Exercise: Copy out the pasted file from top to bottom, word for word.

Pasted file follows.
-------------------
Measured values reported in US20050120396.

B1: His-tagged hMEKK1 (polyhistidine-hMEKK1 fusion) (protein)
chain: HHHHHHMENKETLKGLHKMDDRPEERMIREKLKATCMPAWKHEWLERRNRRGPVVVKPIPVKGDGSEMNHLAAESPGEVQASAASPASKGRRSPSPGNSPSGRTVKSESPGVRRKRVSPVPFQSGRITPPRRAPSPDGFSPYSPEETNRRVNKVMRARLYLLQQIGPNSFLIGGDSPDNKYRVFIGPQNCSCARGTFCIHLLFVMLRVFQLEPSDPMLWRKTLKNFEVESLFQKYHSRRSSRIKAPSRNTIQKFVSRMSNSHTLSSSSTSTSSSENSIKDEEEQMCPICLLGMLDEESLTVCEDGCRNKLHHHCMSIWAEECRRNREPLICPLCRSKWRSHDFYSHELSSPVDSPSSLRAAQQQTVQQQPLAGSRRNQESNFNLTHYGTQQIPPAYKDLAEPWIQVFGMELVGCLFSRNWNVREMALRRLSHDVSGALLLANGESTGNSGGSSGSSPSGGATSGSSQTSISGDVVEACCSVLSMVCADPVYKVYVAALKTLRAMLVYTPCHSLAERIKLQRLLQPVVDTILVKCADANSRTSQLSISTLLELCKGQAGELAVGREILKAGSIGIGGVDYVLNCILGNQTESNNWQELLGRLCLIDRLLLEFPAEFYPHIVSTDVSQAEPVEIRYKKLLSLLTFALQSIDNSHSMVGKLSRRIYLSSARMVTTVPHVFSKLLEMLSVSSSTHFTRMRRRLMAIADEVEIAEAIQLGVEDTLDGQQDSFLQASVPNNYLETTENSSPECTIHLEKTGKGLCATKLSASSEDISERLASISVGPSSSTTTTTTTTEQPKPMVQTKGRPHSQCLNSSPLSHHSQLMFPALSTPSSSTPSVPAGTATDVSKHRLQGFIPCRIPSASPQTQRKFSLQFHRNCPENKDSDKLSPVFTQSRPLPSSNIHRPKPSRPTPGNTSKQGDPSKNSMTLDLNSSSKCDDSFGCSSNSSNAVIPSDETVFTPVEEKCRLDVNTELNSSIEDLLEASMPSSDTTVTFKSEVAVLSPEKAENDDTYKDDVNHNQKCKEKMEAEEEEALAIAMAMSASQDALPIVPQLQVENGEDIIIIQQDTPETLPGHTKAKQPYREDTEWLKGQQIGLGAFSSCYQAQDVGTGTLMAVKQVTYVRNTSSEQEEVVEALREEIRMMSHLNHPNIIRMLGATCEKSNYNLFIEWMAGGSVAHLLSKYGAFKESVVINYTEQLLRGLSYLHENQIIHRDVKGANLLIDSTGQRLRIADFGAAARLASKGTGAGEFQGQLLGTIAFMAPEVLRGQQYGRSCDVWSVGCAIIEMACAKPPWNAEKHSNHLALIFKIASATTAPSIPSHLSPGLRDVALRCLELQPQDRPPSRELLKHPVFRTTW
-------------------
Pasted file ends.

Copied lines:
Measured values reported in US20050120396.

B1: His-tagged hMEKK1 (polyhistidine-hMEKK1 fusion) (protein)
chain: HHHHHHMENKETLKGLHKMDDRPEERMIREKLKATCMPAWKHEWLERRNRRGPVVVKPIPVKGDGSEMNHLAAESPGEVQASAASPASKGRRSPSPGNSPSGRTVKSESPGVRRKRVSPVPFQSGRITPPRRAPSPDGFSPYSPEETNRRVNKVMRARLYLLQQIGPNSFLIGGDSPDNKYRVFIGPQNCSCARGTFCIHLLFVMLRVFQLEPSDPMLWRKTLKNFEVESLFQKYHSRRSSRIKAPSRNTIQKFVSRMSNSHTLSSSSTSTSSSENSIKDEEEQMCPICLLGMLDEESLTVCEDGCRNKLHHHCMSIWAEECRRNREPLICPLCRSKWRSHDFYSHELSSPVDSPSSLRAAQQQTVQQQPLAGSRRNQESNFNLTHYGTQQIPPAYKDLAEPWIQVFGMELVGCLFSRNWNVREMALRRLSHDVSGALLLANGESTGNSGGSSGSSPSGGATSGSSQTSISGDVVEACCSVLSMVCADPVYKVYVAALKTLRAMLVYTPCHSLAERIKLQRLLQPVVDTILVKCADANSRTSQLSISTLLELCKGQAGELAVGREILKAGSIGIGGVDYVLNCILGNQTESNNWQELLGRLCLIDRLLLEFPAEFYPHIVSTDVSQAEPVEIRYKKLLSLLTFALQSIDNSHSMVGKLSRRIYLSSARMVTTVPHVFSKLLEMLSVSSSTHFTRMRRRLMAIADEVEIAEAIQLGVEDTLDGQQDSFLQASVPNNYLETTENSSPECTIHLEKTGKGLCATKLSASSEDISERLASISVGPSSSTTTTTTTTEQPKPMVQTKGRPHSQCLNSSPLSHHSQLMFPALSTPSSSTPSVPAGTATDVSKHRLQGFIPCRIPSASPQTQRKFSLQFHRNCPENKDSDKLSPVFTQSRPLPSSNIHRPKPSRPTPGNTSKQGDPSKNSMTLDLNSSSKCDDSFGCSSNSSNAVIPSDETVFTPVEEKCRLDVNTELNSSIEDLLEASMPSSDTTVTFKSEVAVLSPEKAENDDTYKDDVNHNQKCKEKMEAEEEEALAIAMAMSASQDALPIVPQLQVENGEDIIIIQQDTPETLPGHTKAKQPYREDTEWLKGQQIGLGAFSSCYQAQDVGTGTLMAVKQVTYVRNTSSEQEEVVEALREEIRMMSHLNHPNIIRMLGATCEKSNYNLFIEWMAGGSVAHLLSKYGAFKESVVINYTEQLLRGLSYLHENQIIHRDVKGANLLIDSTGQRLRIADFGAAARLASKGTGAGEFQGQLLGTIAFMAPEVLRGQQYGRSCDVWSVGCAIIEMACAKPPWNAEKHSNHLALIFKIASATTAPSIPSHLSPGLRDVALRCLELQPQDRPPSRELLKHPVFRTTW